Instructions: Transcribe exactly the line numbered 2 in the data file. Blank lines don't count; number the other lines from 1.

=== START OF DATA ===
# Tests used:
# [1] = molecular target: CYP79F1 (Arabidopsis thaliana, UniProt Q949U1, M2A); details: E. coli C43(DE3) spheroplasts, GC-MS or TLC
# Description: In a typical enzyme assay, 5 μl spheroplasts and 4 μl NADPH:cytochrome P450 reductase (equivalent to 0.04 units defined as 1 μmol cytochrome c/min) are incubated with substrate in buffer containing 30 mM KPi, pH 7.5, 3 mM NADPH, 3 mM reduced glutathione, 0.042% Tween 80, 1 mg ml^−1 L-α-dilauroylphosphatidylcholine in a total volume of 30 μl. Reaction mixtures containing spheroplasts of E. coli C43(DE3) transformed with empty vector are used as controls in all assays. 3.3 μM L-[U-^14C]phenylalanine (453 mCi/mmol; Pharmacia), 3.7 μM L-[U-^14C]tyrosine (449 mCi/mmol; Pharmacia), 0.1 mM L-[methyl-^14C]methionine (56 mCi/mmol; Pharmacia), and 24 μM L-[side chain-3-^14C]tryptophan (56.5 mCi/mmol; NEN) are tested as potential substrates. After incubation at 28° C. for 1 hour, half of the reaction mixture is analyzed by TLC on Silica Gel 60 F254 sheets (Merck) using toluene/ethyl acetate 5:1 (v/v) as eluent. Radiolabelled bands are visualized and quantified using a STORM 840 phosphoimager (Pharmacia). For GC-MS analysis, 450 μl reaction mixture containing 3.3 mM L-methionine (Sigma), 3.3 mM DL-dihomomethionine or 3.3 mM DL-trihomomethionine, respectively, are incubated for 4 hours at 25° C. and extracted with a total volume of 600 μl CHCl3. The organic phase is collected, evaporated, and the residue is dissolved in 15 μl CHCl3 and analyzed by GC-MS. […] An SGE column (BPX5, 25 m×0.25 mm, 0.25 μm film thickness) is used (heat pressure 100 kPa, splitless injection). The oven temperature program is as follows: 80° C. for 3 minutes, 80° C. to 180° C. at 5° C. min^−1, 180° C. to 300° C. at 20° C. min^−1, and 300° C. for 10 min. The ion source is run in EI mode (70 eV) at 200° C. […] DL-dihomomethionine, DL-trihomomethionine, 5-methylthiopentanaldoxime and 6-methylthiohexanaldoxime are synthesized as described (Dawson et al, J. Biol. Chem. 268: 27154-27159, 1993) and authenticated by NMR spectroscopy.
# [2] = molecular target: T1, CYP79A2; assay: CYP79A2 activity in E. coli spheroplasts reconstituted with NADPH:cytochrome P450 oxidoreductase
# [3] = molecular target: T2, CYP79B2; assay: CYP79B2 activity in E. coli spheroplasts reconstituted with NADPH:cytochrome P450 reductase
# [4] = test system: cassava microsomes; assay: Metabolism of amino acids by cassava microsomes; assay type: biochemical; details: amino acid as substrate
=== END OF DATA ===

# [1] = molecular target: CYP79F1 (Arabidopsis thaliana, UniProt Q949U1, M2A); details: E. coli C43(DE3) spheroplasts, GC-MS or TLC